significantly in right temporal, parietal and occipital cortices
in USN-1, whereas that decreased only in the right frontal
cortex in USN-2. As compared with DC and NV, the rightleft asymmetry index of CMRO2 was significantly greater in
temporal, parietal and occipital cortices in USN-1, but only
in the frontal cortex in USN-2. These results suggest that
right-hemispheric extensive hypometabolism accompanying
with a pronounced asymmetrical distribution is associated
with persistent severe USN. Study supported by Akita prefecture government.
Program and Abstracts, American Neurological Association
T-64. eNOS T-786C SNP Predicts Susceptibility for
Vasospasm after Subarachnoid Hemorrhage
Nerissa U. Ko, Pam Rajendren, Martin Rutkowski,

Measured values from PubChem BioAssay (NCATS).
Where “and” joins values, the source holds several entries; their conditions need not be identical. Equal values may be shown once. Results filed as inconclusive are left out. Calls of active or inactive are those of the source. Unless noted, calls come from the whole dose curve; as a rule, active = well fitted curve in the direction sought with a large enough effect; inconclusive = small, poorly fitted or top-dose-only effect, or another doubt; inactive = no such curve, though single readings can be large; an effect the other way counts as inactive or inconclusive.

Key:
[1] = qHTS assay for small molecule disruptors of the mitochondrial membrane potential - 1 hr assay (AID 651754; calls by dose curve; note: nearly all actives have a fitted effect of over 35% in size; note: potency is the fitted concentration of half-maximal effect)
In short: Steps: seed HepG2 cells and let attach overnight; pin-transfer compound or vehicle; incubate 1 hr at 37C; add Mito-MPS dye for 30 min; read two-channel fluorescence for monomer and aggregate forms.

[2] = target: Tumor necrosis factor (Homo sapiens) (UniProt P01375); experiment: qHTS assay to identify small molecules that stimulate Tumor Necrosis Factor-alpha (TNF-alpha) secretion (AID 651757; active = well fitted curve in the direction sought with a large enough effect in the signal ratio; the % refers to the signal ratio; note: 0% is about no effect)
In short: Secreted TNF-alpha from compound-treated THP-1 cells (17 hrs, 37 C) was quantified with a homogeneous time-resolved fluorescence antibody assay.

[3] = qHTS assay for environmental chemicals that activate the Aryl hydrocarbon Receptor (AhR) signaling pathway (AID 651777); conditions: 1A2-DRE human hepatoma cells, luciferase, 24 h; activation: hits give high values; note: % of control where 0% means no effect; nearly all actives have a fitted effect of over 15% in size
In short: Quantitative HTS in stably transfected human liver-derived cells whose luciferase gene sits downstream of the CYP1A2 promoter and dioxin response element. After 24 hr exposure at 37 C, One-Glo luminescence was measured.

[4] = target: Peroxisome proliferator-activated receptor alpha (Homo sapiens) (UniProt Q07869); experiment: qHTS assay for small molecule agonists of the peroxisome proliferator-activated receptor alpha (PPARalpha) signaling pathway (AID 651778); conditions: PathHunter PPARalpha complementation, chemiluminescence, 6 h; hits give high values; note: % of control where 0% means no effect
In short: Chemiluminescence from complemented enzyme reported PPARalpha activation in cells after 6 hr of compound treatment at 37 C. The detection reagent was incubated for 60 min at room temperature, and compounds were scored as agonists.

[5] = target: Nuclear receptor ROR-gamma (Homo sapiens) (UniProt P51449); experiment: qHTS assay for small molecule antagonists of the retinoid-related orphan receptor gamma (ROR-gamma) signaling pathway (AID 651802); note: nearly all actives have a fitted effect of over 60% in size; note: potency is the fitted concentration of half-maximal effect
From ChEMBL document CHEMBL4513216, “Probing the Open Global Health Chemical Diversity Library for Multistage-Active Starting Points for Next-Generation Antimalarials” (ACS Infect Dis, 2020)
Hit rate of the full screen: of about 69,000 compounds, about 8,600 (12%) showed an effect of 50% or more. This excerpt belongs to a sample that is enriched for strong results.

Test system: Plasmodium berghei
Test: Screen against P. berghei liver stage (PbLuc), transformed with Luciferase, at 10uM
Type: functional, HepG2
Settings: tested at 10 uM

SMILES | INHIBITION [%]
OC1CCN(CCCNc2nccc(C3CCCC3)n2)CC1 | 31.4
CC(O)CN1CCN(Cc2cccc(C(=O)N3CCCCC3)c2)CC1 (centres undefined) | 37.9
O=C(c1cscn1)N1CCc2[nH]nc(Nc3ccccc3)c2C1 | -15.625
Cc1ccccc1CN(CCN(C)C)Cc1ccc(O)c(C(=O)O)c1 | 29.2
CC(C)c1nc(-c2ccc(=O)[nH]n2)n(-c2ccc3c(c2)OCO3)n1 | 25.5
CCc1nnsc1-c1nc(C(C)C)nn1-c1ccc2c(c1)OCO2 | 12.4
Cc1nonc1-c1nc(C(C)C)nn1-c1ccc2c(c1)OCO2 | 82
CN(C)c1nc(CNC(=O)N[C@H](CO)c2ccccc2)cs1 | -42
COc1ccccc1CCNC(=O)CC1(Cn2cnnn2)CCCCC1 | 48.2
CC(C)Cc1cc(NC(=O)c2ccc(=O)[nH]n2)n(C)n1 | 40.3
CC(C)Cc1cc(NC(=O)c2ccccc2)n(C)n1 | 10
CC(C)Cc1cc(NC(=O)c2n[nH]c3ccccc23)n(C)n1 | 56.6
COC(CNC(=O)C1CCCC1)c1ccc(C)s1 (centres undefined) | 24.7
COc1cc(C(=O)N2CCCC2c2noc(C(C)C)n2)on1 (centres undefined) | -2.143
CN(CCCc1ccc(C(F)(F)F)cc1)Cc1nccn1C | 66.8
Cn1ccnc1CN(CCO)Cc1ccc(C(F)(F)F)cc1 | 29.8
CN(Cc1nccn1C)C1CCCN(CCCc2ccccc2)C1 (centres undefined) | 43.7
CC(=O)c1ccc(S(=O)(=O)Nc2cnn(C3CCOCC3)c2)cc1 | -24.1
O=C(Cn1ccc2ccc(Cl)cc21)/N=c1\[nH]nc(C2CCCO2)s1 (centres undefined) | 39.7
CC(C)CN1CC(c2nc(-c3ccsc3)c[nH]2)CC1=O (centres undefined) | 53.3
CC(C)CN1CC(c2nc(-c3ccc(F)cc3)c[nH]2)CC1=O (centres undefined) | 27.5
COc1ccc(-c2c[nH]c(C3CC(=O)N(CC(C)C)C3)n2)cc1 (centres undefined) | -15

Ludmila Pawlikowski, Jonathan Zaroff, Pui L. Kwock, and
William L. Young; San Franciso, CA
T-66. MIRROR ANEURYSMS – The International
Study of Unruptured Intracranial Aneurysms
Irene Meissner, David Wiebers, James Torner, Robert Brown,
John Huston, Lyell Jones, Michelle Rajput; Rochester, MN
and Iowa City, IA
Vasospasm following subarachnoid hemorrhage (SAH) is the
leading cause of death and disability after aneurysm rupture,
yet the mechanism of vasospasm remains poorly understood.
Evidence suggests that decreased availability of the vasodilator molecule nitric oxide may be crucial in the pathogenesis.The endothelial nitric oxide synthase (eNOS) gene harbors
three well-characterized genetic variants. We hypothesize that
the eNOS gene promoter T-786C single nucleotide polymorphism (eNOS T-786C SNP) predicts susceptibility to